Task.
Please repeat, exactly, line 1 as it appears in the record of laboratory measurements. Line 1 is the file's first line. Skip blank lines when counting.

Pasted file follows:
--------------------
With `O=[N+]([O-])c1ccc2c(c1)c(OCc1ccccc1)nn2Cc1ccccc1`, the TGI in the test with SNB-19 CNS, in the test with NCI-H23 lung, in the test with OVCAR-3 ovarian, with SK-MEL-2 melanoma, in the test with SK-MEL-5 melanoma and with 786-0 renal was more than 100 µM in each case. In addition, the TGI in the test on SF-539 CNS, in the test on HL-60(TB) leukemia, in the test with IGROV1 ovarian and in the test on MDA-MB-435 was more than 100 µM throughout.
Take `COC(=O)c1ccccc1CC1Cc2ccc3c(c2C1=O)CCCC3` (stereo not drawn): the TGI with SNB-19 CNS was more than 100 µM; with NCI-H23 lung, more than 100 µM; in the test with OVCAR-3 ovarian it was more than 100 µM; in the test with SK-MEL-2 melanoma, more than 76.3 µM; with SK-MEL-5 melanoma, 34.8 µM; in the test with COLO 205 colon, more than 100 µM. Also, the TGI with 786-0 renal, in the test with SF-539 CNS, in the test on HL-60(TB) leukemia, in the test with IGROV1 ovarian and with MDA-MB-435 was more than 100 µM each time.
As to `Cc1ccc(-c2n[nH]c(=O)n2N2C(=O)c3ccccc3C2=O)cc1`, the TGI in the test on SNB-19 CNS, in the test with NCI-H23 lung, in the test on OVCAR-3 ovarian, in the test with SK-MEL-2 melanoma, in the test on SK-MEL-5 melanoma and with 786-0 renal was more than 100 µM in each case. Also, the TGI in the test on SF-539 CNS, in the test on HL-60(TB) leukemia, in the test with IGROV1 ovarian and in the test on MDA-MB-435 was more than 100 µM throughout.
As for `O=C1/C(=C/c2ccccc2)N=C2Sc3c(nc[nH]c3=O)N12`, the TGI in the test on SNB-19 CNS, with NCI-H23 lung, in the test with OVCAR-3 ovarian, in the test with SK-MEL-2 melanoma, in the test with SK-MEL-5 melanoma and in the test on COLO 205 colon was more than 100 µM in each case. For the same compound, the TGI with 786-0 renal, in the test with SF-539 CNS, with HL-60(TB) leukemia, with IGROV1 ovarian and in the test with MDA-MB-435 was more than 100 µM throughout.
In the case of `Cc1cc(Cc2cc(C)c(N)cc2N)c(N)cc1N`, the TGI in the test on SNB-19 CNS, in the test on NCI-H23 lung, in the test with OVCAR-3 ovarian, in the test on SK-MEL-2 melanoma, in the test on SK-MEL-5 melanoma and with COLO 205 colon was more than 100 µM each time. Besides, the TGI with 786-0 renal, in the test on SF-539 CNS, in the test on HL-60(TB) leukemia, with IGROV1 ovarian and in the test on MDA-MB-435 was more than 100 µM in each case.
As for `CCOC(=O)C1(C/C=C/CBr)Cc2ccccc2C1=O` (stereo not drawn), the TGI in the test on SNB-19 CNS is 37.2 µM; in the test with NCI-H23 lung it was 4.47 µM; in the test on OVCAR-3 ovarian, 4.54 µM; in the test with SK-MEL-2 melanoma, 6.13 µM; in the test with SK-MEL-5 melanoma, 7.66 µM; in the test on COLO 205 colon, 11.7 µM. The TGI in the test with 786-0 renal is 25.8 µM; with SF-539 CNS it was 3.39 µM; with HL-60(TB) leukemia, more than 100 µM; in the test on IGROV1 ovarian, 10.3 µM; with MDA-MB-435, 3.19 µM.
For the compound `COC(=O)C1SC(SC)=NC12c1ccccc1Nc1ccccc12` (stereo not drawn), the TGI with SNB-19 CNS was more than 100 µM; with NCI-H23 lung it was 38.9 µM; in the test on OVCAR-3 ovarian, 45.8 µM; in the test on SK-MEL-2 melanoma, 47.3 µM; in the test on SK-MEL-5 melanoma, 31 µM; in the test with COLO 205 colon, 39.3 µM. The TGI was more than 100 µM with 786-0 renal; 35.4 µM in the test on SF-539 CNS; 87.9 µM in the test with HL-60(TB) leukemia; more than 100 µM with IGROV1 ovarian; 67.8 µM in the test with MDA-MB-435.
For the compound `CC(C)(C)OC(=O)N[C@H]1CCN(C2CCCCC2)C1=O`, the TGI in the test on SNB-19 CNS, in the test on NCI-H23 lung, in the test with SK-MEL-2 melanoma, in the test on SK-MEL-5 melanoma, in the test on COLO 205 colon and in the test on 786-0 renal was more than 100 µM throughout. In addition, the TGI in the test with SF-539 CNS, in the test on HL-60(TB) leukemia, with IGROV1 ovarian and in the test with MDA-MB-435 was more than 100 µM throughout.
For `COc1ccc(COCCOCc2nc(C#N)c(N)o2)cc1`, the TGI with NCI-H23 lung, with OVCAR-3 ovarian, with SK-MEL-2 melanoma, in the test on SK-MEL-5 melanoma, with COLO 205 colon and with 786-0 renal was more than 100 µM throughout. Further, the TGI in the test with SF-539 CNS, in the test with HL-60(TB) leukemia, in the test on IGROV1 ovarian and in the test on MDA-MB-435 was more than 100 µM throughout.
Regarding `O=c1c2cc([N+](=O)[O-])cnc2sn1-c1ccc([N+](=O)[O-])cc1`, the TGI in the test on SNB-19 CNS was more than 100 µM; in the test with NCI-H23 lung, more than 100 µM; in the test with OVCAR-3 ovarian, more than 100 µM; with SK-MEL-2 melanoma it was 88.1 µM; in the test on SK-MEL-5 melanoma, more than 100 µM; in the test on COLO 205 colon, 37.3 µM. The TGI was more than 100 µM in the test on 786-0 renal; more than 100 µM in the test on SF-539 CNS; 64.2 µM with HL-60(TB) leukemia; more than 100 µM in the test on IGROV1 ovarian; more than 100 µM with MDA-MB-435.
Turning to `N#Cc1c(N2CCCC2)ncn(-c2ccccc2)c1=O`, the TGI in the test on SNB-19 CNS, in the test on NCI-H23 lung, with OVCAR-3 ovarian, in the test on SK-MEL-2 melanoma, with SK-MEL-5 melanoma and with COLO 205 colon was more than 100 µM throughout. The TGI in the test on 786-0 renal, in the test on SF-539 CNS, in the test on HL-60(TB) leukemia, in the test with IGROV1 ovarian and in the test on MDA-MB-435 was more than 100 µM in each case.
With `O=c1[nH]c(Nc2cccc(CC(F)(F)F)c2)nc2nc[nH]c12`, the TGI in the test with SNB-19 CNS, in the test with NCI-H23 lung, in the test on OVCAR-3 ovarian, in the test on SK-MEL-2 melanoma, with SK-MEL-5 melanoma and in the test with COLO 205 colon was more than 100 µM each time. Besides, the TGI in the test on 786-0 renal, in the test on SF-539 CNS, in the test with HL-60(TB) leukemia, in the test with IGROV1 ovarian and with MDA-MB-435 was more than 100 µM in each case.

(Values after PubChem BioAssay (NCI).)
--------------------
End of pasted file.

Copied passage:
With `O=[N+]([O-])c1ccc2c(c1)c(OCc1ccccc1)nn2Cc1ccccc1`, the TGI in the test with SNB-19 CNS, in the test with NCI-H23 lung, in the test with OVCAR-3 ovarian, with SK-MEL-2 melanoma, in the test with SK-MEL-5 melanoma and with 786-0 renal was more than 100 µM in each case. In addition, the TGI in the test on SF-539 CNS, in the test on HL-60(TB) leukemia, in the test with IGROV1 ovarian and in the test on MDA-MB-435 was more than 100 µM throughout.